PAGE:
What Is Transitional Living?
Transitional living involves living in a structured, stable environment that offers more flexibility than a residential treatment center but not as much freedom as an abrupt return to society.
Transitional living programs are similar to sober living programs or halfway houses, but they tend to include more supervision. In most cases, transitional living programs require women and men to live separately.
While in a transitional living program, patients will continue to participate in various types of therapy, including psychotherapy, group therapy, and other types of evidence-based treatment.
Goals Of Transitional Living
Transitional living serves several specific purposes for patients who have recently discharged from inpatient treatment. Some of the goals of transitional living include:
- Giving patients a chance to practice the skills they have learned – During inpatient treatment, patients develop coping skills they will use to avoid relapse after leaving our facility. Transitional living programs give patients an opportunity to practice these skills in a low-risk environment so they can build more confidence.
- Facilitating a gradual transition to society – Sending patients directly from inpatient treatment back into society can be overwhelming for the patient and cause a higher risk of relapse. Transitional living serves to make this transition smoother and more gradual.
- Identifying patients who are not ready to return home – Transitional living is a phase of care that precedes a patient’s return home. In some cases, the care team in the transitional living facility will identify a patient who is not prepared to be fully discharged. In these cases, the patient may be referred back to the residential program for further treatment.
- Allowing patients to build more skills and a stronger support system – While in the transitional living environment, patients have an opportunity to continue developing the skills they learned in inpatient treatment. They also have a chance to build a stronger support system of peers, family members, and friends who will support them when they return to society.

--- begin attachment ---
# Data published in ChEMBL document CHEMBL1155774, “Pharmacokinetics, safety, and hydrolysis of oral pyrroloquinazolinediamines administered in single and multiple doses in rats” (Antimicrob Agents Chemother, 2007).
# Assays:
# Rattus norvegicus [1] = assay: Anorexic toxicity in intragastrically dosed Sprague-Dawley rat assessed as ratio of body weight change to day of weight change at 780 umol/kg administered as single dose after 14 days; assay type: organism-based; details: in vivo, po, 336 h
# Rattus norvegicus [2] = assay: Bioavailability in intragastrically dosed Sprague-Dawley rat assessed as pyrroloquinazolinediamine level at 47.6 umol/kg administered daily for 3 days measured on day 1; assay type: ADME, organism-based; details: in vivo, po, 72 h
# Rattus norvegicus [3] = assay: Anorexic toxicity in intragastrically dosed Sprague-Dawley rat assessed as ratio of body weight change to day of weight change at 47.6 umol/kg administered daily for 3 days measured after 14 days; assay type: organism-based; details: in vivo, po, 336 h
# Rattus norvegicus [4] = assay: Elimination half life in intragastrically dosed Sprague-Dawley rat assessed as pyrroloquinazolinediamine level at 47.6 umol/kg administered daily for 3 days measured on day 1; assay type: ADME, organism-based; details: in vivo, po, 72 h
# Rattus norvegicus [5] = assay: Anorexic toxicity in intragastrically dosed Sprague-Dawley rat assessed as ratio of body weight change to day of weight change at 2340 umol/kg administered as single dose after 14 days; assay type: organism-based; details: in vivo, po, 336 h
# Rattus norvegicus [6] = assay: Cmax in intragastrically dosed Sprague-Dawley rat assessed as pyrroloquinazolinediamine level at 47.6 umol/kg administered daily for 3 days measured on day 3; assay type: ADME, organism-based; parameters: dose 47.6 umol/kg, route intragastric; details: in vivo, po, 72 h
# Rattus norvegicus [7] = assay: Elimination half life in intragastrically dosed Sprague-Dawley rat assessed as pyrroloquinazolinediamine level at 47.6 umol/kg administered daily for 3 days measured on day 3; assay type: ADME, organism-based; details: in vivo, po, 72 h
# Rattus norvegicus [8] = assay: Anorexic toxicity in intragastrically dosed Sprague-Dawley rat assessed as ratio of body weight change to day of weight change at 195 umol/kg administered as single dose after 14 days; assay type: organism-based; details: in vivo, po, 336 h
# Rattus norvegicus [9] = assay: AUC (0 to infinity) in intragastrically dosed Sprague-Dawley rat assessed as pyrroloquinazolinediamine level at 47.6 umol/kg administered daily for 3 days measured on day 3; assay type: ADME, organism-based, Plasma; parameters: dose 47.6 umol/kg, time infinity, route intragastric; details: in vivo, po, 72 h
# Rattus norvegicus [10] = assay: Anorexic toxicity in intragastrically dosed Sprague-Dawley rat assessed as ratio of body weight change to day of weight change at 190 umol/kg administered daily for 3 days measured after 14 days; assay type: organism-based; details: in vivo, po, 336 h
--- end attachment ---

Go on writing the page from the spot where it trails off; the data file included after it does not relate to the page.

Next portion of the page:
- Giving patients a chance to recognize their triggers and learn how to deal with them – When patients are in transitional living, they are more likely to face triggers than they would be in a residential program. With more support than they would likely have at home, patients can learn to recognize their triggers and deal with them more effectively.
Transitional Living Through Vertava Health
Vertava Health recommends transitional living for many patients based on their needs upon discharge from inpatient treatment. At Vertava Health, we recognize that every patient is different and follows a unique path recovery.
While some patients may choose to immediately return home after treatment, others may need to continue on with treatment through transitional living. A variety of transitional living programs exist, and it is important to select the right one for each patient.
Our facilities provide case management services and recovery planning for every patient who enrolls in our programs. These services can help to align patients with a transitional living program that suits their needs.
When comparing different transitional living programs, our case managers consider several factors, including:
- length of the program
- services available from the program
- level of supervision available from the program
We also work closely with the patient, their family, and all involved providers to ensure there is no lapse inpatient care during the transition.
Substance Abuse and Mental Health Services Administration—Recovery Homes Help People in Early Recovery